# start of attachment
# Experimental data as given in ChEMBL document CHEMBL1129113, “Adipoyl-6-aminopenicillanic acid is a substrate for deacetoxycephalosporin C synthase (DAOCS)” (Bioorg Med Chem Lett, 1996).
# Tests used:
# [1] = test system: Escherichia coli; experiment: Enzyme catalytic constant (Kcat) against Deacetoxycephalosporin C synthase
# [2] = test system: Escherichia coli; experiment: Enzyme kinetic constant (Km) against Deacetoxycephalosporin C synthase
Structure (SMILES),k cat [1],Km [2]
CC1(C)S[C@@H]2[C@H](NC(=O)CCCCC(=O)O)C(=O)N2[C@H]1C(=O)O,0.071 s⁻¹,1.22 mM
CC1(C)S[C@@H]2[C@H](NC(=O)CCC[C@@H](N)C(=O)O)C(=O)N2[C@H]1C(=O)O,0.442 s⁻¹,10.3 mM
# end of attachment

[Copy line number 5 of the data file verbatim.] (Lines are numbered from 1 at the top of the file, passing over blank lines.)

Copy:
Structure (SMILES),k cat [1],Km [2]